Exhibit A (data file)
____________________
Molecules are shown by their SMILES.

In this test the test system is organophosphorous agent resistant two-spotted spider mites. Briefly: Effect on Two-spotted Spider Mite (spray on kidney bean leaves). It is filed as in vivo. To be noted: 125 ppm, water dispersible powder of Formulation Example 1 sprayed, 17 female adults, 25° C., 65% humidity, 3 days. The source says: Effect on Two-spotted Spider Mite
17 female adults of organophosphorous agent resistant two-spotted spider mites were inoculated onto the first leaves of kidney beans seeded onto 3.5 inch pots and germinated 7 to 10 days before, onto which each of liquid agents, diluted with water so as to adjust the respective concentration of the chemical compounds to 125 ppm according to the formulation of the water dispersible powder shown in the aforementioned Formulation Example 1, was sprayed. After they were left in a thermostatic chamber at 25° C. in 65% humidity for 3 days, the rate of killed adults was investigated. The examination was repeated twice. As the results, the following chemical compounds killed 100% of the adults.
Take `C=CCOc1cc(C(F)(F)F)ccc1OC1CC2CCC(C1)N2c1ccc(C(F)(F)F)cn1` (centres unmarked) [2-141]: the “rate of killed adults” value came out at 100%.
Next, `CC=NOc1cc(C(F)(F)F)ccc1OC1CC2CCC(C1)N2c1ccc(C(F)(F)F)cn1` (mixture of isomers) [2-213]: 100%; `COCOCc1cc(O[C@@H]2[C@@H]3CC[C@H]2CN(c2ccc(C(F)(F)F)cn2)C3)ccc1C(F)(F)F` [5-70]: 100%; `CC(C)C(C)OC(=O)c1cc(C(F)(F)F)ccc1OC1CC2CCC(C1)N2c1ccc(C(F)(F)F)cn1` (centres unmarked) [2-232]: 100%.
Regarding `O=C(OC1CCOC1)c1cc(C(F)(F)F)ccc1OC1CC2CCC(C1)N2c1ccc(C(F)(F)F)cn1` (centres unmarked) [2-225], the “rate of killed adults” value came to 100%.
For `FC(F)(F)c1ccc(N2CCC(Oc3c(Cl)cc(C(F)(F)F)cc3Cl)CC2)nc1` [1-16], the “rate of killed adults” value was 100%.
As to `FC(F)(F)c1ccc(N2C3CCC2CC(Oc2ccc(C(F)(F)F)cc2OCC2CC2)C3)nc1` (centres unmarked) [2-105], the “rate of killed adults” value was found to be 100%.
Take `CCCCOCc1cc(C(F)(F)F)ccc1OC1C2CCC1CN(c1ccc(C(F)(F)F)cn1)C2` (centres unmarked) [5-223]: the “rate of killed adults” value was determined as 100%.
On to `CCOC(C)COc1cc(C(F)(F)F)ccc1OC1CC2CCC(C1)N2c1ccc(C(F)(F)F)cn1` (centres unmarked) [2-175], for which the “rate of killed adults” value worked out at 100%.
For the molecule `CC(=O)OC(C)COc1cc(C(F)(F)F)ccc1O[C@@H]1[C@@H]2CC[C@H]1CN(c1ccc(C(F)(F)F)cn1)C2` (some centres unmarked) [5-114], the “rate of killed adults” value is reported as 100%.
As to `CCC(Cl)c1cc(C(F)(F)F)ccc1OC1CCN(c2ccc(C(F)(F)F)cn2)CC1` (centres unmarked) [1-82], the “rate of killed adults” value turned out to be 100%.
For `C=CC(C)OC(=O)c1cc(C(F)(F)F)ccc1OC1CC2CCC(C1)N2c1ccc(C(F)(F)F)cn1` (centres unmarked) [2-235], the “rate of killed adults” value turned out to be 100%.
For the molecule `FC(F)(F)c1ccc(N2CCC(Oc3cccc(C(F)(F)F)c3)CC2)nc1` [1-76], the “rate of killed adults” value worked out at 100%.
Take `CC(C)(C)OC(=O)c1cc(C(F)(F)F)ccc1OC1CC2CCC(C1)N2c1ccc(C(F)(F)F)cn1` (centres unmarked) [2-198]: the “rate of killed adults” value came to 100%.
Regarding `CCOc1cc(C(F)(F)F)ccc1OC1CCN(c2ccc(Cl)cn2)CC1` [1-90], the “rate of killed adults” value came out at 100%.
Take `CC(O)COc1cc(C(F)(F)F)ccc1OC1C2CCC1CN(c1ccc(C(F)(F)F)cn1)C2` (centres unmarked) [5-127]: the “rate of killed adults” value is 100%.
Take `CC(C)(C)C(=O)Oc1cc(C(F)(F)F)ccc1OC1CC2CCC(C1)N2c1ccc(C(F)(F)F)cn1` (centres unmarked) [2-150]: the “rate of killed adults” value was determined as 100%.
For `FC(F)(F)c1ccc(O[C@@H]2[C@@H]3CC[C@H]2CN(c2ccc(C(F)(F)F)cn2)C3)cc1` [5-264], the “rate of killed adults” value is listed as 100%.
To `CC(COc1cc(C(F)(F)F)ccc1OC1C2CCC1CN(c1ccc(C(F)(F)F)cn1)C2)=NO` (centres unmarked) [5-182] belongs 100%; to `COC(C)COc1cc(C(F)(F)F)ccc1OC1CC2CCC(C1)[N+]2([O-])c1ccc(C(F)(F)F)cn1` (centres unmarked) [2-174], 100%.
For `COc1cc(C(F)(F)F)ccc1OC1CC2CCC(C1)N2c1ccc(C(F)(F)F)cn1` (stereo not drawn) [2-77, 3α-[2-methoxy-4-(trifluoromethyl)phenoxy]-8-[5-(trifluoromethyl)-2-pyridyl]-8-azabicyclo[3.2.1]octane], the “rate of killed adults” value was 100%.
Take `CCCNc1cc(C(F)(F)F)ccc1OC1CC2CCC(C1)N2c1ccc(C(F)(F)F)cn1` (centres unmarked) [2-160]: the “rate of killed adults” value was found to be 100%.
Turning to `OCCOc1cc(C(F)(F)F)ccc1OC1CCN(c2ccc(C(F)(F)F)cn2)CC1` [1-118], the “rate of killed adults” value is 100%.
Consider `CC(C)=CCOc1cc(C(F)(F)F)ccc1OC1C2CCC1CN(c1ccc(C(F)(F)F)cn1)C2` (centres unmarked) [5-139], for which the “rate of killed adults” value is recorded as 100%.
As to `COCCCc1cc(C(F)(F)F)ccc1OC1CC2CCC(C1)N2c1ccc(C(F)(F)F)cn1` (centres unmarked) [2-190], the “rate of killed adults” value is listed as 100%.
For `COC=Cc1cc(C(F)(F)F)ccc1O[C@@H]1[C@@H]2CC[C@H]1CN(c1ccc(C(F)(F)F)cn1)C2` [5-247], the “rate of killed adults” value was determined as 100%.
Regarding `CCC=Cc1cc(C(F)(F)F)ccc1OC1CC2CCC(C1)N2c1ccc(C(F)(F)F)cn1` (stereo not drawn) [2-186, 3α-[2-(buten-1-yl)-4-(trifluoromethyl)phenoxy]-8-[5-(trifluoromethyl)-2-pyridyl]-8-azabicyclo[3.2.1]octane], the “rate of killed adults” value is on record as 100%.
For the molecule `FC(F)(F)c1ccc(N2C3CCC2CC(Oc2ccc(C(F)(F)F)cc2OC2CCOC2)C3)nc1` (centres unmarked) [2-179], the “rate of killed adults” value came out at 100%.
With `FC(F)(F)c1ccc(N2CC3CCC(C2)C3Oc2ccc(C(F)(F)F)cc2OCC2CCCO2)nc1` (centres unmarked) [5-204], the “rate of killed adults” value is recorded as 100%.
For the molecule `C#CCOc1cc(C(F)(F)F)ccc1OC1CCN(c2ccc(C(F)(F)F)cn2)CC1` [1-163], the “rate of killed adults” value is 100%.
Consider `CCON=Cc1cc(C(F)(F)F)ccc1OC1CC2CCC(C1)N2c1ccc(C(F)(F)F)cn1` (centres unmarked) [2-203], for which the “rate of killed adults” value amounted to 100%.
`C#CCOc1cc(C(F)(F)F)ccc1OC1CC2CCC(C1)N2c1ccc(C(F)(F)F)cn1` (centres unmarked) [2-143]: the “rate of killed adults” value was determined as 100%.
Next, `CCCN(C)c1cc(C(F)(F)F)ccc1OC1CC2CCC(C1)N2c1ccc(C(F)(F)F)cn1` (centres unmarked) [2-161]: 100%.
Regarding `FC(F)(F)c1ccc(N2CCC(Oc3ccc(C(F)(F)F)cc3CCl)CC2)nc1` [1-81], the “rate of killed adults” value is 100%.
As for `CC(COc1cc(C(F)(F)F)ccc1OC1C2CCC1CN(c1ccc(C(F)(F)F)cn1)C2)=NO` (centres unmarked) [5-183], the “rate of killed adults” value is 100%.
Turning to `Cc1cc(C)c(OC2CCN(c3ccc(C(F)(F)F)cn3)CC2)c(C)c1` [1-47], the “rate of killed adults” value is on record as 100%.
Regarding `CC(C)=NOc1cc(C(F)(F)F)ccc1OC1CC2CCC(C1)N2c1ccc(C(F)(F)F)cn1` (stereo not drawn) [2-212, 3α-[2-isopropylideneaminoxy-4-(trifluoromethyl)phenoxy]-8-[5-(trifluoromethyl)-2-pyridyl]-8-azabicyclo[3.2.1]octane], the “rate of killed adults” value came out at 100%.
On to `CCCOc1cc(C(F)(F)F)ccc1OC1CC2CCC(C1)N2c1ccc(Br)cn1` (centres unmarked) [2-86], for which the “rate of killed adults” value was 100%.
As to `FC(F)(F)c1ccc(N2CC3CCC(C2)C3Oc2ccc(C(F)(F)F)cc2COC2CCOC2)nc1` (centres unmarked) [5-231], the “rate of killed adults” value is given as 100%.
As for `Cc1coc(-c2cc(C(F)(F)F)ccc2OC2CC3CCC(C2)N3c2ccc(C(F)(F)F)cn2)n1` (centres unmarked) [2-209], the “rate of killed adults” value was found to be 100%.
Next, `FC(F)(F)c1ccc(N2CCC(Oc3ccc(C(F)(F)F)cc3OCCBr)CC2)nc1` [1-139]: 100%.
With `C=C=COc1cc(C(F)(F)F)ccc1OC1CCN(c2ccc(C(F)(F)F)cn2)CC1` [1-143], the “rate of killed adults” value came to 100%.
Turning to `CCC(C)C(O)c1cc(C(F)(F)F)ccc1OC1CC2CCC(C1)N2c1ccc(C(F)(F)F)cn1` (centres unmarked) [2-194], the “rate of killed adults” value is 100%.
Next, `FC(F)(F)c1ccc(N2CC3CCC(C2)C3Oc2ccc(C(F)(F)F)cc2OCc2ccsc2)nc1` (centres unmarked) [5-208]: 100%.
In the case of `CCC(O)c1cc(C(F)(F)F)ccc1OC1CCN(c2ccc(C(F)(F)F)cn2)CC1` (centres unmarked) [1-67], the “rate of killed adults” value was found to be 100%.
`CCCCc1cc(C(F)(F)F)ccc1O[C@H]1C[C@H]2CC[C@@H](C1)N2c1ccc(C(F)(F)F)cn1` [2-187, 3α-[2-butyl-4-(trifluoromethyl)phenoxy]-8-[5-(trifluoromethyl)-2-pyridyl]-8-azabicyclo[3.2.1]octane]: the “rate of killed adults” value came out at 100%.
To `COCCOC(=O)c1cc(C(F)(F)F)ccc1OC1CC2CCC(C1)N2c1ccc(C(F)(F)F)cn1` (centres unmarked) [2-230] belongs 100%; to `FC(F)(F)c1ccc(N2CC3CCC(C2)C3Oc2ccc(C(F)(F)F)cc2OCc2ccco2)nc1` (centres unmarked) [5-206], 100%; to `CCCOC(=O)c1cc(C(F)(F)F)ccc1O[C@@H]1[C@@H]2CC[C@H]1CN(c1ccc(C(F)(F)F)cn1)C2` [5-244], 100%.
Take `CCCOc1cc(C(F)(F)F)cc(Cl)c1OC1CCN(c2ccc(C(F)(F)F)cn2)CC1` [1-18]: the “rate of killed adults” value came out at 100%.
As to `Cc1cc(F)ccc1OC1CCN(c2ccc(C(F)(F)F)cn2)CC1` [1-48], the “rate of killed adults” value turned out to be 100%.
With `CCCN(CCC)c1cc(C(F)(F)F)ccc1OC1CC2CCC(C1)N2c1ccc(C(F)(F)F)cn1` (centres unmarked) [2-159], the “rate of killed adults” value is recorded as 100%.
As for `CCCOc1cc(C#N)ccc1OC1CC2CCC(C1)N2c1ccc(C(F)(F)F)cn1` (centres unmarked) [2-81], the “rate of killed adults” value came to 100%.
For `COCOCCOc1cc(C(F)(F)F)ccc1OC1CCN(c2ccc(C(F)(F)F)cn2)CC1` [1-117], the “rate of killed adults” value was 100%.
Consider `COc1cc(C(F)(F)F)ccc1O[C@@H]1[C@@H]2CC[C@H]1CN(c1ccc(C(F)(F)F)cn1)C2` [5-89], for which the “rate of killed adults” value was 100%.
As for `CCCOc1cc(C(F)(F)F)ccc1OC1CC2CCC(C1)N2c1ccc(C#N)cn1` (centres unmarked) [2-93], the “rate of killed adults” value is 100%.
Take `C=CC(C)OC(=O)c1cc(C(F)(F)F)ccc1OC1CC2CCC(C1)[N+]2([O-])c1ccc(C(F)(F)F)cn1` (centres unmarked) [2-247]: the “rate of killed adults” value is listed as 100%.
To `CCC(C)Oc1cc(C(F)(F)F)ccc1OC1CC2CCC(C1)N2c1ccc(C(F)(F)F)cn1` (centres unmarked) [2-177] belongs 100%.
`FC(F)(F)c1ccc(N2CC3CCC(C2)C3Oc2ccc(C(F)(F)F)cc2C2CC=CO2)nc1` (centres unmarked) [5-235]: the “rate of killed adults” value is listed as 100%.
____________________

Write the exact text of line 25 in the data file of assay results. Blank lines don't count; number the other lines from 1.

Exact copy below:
As to `COCCCc1cc(C(F)(F)F)ccc1OC1CC2CCC(C1)N2c1ccc(C(F)(F)F)cn1` (centres unmarked) [2-190], the “rate of killed adults” value is listed as 100%.